Do you find yourself overwhelmed with information? Today I show you seven ways to feed Evernote, a cloud-based storage application. You’ll soon be on your way to gaining control over your information overload.
Evernote as a Solution to Information Overload
Maybe you spend several hours researching interest rate swaps and file the information away, but months later–at the very time you need it–the material vanishes. You spend 20 minutes searching through your computer folders, but you can’t find it. (Where did you put it? You know you filed it away.) The result: You spend three more hours doing the same research–again. What a waste!
Wouldn’t it be nice to have your own personal electronic library? That way, all of your research, sample financial statements, forms, professional articles, expense reports, meeting notes, screenshots, etc. are all in one place–and accessible with search features. Such a place exists. It’s called Evernote. I previously provided an overview of Evernote that you can see here. Once you create your Evernote account, you can do the following.
First Set Up Your Default Evernote Notebook
Before sending information from one of your devices (e.g., smartphone) to Evernote, specify where it should go. My default landing area: To Be Filed notebook. (You will need to create the To Be Filed notebook in your Evernote account.)
Since I send information from a variety of devices, I initially send information to the To Be Filed notebook; later, when I have time, I tag each note (e.g., Fair Value) and then move each to an appropriate notebook (e.g., Accounting).
Tip – If you put an asterisk in front of the folder name (e.g., *To Be Filed), Evernote will present it (the folder) at the top of your folder list. This will make it easier to locate your default folder.
In short, my standard operating procedure: (1) capture on the fly and (2) classify with a block of time (it usually takes me less than five minutes each day to tag and move the new notes).
Seven Ways to Feed Evernote
1. Smart Phones
You can use your smartphone to create and send pictures, text files, and voice messages to Evernote.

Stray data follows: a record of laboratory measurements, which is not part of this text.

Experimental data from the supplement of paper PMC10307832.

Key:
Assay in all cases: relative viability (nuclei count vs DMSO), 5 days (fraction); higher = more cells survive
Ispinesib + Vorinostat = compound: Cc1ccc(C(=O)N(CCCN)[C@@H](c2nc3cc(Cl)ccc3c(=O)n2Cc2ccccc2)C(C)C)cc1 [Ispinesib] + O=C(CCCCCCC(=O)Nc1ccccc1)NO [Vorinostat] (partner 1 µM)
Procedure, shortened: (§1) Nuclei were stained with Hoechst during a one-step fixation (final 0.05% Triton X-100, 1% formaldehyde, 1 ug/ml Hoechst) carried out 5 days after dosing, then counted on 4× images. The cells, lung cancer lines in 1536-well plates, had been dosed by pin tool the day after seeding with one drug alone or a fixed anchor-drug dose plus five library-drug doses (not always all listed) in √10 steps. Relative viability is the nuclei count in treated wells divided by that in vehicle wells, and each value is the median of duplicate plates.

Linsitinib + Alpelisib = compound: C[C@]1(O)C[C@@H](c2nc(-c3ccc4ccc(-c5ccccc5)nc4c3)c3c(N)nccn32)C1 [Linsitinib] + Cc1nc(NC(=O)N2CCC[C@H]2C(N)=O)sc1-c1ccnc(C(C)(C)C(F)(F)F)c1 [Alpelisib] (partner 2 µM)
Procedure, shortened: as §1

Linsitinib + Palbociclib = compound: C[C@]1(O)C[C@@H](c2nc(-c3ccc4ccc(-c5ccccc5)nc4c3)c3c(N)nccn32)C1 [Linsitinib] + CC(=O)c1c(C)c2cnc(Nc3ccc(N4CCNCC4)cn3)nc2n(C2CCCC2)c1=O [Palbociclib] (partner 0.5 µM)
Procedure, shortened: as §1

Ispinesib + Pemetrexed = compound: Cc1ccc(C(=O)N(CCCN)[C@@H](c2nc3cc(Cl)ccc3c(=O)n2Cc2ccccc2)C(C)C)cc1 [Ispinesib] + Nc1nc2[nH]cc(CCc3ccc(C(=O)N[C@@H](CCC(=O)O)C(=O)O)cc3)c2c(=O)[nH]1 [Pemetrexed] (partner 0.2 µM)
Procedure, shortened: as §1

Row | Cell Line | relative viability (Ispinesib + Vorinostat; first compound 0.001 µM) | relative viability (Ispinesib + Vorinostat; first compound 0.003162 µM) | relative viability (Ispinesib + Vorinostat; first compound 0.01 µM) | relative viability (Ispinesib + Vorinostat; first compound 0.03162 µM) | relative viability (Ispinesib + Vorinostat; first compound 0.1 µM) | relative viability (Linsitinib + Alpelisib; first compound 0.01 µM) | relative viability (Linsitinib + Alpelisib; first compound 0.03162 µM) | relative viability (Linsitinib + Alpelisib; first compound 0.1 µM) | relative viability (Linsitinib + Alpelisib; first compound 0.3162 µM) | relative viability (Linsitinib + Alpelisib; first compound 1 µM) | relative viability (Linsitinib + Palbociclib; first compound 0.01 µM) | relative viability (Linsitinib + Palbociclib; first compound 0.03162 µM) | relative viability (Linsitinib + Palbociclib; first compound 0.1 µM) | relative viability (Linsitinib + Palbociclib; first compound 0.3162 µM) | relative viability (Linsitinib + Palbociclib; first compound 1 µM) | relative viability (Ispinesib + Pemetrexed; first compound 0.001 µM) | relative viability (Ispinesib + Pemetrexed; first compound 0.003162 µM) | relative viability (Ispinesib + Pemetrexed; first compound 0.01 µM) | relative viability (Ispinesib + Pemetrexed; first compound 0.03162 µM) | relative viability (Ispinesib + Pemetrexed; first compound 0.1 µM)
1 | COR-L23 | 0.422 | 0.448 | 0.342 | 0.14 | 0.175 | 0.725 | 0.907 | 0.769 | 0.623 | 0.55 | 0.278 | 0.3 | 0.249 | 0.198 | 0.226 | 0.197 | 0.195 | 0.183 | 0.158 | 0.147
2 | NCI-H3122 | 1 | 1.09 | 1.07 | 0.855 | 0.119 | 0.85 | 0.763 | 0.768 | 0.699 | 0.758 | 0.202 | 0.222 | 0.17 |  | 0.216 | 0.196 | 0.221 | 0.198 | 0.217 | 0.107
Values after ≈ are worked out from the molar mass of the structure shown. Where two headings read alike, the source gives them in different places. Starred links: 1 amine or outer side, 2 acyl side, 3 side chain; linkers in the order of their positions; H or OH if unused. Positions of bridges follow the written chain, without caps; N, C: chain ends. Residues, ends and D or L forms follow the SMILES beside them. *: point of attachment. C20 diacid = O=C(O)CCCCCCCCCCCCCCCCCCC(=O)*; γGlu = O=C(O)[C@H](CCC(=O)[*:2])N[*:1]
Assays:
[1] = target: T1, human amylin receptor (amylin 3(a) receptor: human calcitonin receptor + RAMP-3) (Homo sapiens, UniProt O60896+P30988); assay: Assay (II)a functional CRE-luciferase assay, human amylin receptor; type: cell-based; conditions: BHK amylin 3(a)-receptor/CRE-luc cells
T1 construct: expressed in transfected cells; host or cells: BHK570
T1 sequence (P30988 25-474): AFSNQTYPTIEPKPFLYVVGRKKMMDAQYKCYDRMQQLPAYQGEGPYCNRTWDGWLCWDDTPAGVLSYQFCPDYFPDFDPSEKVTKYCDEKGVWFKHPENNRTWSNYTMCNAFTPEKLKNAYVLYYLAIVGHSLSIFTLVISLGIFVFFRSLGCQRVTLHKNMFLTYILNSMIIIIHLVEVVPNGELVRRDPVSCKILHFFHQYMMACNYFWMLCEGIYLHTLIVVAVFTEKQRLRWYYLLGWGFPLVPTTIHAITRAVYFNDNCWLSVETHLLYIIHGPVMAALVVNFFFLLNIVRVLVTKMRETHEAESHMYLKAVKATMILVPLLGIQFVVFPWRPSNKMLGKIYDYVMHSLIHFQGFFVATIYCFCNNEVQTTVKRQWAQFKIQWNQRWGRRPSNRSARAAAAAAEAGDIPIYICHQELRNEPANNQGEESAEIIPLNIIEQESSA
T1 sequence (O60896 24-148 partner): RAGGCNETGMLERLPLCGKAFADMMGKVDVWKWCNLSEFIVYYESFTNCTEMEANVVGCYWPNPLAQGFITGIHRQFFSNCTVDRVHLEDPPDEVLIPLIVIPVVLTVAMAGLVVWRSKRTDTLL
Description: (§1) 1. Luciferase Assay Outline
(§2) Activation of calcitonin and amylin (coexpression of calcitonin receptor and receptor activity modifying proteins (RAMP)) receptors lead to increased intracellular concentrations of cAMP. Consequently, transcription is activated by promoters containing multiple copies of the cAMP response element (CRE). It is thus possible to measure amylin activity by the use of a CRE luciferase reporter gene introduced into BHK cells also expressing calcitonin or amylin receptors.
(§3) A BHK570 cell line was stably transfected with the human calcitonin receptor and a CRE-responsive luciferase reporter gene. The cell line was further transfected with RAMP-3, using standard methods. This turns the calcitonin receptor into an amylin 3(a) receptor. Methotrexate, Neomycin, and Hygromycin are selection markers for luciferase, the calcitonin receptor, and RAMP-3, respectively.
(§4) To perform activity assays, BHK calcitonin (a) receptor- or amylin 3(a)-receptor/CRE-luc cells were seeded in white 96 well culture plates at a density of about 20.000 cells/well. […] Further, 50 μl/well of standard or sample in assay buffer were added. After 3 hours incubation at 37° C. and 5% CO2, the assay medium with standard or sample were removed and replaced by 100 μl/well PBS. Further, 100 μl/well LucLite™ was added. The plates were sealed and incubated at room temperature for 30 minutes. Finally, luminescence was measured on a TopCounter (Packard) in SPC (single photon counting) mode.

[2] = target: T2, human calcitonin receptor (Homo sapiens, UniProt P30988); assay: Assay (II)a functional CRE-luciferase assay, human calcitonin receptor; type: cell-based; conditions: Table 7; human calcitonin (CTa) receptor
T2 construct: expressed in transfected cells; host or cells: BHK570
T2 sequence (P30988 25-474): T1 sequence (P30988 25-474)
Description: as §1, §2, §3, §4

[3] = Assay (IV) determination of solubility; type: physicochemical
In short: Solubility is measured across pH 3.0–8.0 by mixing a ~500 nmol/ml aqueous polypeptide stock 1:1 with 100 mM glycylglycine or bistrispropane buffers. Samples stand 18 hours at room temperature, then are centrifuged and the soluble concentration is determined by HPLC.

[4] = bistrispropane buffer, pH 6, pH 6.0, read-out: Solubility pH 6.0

To download Evernote for an Android phone, click here.
I use a Fujitsu scanner (model iX500) to scan documents directly to Evernote. (The iX500 costs about $400 from Amazon.)
3. Web Clippers
Evernote provides web clippers for browsers including Safari, Explorer, Google Chrome, and Firefox. If you click this web clipper link, Evernote will automatically recognize your browser; then download the clipper software to your browser. While browsing, click the Elephant icon to clip a portion of the web page, the full page, or the full article.
Evernote allows you to use hotkeys to capture information from any program (as long as Evernote is running in the background). To activate screen clipping, use the key combination (e.g., for Windows: Win+PrintScreen). See Preferences to change your hotkeys.
So if you are working on an Excel spreadsheet, for example, and would like to capture the information into Evernote, use the hotkey combination and select the portion of the screen you wish to save. The screenshot will go to your default Evernote location.
You can do the same with an email, a Word document, and anything else that appears on your screen.
5. Email Directly to Evernote Account
One of my favorite ways to feed Evernote is to email a document (e.g., Excel, Word, PDF) directly to Evernote; when you set up your Evernote account, you will be provided a private Evernote email address. Set this address up in your email contact list; then you can send any email or document (attached to an email) to your Evernote default notebook.
6. Drag and Drop
With Evernote open, you can create a new note and then drag a document (e.g., Word or Excel file) onto the open note. The material is added to the note. You can add multiple documents to one note.
7. Import Folder
An even easier way to get files into Evernote is to use an “import folder.” After you specify in Evernote where the “import folder” is located on your computer (i.e., a particular Windows folder), you can drop files into the designated folder, and they will automatically feed into your default Evernote notebook. (Note–Import folders are only available in Windows.)
What About You?
How do you feed Evernote? Are there other ways to feed Evernote that I have not mentioned?